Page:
Posts Tagged ‘Nebo’

Today I learned that the Bible was even truer than I thought it was!

We spent two nights in Amman, Jordan among the children of Ben-Ammi, the son of Lot and “the father of the Ammonites of today” (Genesis 19:38). Our friend and sister from Germany Veronika (who often comments on this blog!) but who has lived in Jordan for 17 years had arranged for us to meet with three leaders of a local church in Amman to talk about LST.  Jordan is a country with religious freedom, but just by virtue of being such a small minority, Christians in Amman have to be bold and creative. These men are involved mostly in training Jordanians to plant and lead churches. Perhaps they will invite LST and someday you can come here and join them in their boldness!

Open your Bible to Deuteronomy 34 and read the first eight verses about the death of Moses.  It’s not an unfamiliar passage to me, but visiting Mount Nebo opened my eyes to how true it is. I had read the words “There the Lord showed him the whole land—from Gilead to Dan . . . “ and I had always understood it to be either just metaphorically looking over the Jordan and seeing that part of the promised land you can see which would represent the whole land—or sometimes I even considered the possibility that Moses saw everything miraculously with the eyes of God!

Never did I think you could see the whole land from Nebo—but you can!  With the wind whipping around the mountain top, we hung on to the railing that Moses did not have and looked across the Jordan valley. On our left we saw the Dead Sea. On our right we saw the Sea of Galilee. The maps in my Bible never prepared me for that sight!

Everything is downhill toward the Dead Sea! We spent a couple of hours at Petra, the city of the Nabateans built into the red rocky gorges left by ancient winds and waters. After several days of awesome moments with sites of Jesus and Moses, it was a little disconcerting to go into such a pagan past, but our very last stop in Petra was a pagan temple that had been converted into a rock church in later centuries.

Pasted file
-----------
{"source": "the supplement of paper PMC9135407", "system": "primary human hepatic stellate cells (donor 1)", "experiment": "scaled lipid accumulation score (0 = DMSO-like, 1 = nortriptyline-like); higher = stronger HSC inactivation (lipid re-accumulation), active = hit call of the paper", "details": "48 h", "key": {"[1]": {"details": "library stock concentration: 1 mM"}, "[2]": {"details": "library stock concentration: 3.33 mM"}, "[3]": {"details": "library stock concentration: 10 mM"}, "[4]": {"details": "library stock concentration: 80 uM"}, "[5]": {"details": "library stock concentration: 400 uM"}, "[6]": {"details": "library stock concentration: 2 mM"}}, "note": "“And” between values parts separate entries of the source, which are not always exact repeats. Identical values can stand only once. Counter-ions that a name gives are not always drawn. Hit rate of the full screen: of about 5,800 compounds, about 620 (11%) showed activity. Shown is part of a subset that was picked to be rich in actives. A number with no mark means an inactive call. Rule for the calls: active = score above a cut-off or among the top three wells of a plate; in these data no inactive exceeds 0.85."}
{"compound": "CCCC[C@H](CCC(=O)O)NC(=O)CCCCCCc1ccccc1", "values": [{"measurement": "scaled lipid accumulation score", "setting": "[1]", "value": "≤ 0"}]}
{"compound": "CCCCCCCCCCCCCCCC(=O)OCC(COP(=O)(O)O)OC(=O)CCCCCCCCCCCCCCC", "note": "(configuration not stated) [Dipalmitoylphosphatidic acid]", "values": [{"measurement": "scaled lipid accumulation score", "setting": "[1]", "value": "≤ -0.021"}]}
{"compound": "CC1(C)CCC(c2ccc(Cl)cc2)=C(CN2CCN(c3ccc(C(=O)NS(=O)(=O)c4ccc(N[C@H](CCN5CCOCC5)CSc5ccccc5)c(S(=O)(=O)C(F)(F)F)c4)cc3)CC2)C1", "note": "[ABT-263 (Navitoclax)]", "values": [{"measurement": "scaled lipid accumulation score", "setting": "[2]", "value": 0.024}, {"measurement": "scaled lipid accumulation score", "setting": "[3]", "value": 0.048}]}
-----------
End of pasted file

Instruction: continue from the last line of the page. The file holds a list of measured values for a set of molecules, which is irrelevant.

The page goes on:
We sang Amazing Grace and listened to the words and music reverberate against the stones that had heard and seen so much for centuries. If those stones survive for thousands more years, I pray they will release the words of amazing grace over and over again to those who will hear!

Sherrylee talked us into riding camels back to the entrance of Petra. I know Rebekah rode a camel from her home to meet Isaac for the first time. I hope she was a better rider than we or she probably was in no shape to be very impressive when she dismounted. I’m quite sure that was a once-in-a-lifetime experience for all of us!

To cross between Jordan and Israel is no easy feat in today’s world. Joshua needed a small miracle and so do many people today! We paid extra for what they call VIP service at the border—slightly embarrassing, but it certainly eased the waiting in line and the hassle.

Being VIPs gave us a little extra time to add Qumran to our trip, where we looked into the very caves where the Dead Sea scrolls were discovered. Sherrylee was the one who pointed out the incongruity of having lunch in the very place where Jesus fasted for forty days.

Before we even caught our breath, our van drove past Jericho and went up to Jerusalem, passing the Inn of the Good Samaritan. I hope we didn’t miss anyone on the side of the road.

We finished this marvelous day in Bethlehem–not a city of peace any more, I’m afraid. We dutifully went to the Church of the Nativity, where hundreds were standing in line to see the traditional site of Jesus’ birth. It’s just a silver star on the floor far below ground level today. Joseph and Mary would not have recognized it. But they wouldn’t have wanted to wait in the long lines to check it out anyway!

Next year—no, tomorrow in Jerusalem! Our last day in Israel and another opportunity to meet with Christians here to see if LST can be of any help.

P.S. I plan to post a few pictures soon! The ones of Sherrylee and me on camels may or may not be included!



Read Full Post »

%d bloggers like this: